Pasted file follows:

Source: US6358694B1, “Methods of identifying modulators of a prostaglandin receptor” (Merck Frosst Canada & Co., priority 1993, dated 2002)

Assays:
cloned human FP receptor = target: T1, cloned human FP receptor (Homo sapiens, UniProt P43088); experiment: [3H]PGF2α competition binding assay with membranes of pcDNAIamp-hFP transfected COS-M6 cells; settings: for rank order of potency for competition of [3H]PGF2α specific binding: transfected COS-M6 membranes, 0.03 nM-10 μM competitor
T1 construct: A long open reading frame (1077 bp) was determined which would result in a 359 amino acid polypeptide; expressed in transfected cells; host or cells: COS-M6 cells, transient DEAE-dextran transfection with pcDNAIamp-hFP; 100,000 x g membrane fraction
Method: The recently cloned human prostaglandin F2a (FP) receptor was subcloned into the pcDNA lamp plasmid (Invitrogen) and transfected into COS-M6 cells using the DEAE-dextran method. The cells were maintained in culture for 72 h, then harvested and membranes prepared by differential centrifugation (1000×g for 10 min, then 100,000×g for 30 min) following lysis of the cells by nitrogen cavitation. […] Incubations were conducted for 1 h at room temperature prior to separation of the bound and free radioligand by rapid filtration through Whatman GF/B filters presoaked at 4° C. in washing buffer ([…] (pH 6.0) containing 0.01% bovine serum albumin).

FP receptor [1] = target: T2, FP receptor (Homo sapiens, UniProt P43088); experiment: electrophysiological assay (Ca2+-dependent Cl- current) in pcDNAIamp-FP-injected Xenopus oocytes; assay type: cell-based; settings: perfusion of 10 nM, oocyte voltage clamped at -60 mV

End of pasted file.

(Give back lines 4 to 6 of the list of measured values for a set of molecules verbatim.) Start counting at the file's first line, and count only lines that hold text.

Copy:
T1 construct: A long open reading frame (1077 bp) was determined which would result in a 359 amino acid polypeptide; expressed in transfected cells; host or cells: COS-M6 cells, transient DEAE-dextran transfection with pcDNAIamp-hFP; 100,000 x g membrane fraction
Method: The recently cloned human prostaglandin F2a (FP) receptor was subcloned into the pcDNA lamp plasmid (Invitrogen) and transfected into COS-M6 cells using the DEAE-dextran method. The cells were maintained in culture for 72 h, then harvested and membranes prepared by differential centrifugation (1000×g for 10 min, then 100,000×g for 30 min) following lysis of the cells by nitrogen cavitation. […] Incubations were conducted for 1 h at room temperature prior to separation of the bound and free radioligand by rapid filtration through Whatman GF/B filters presoaked at 4° C. in washing buffer ([…] (pH 6.0) containing 0.01% bovine serum albumin).

FP receptor [1] = target: T2, FP receptor (Homo sapiens, UniProt P43088); experiment: electrophysiological assay (Ca2+-dependent Cl- current) in pcDNAIamp-FP-injected Xenopus oocytes; assay type: cell-based; settings: perfusion of 10 nM, oocyte voltage clamped at -60 mV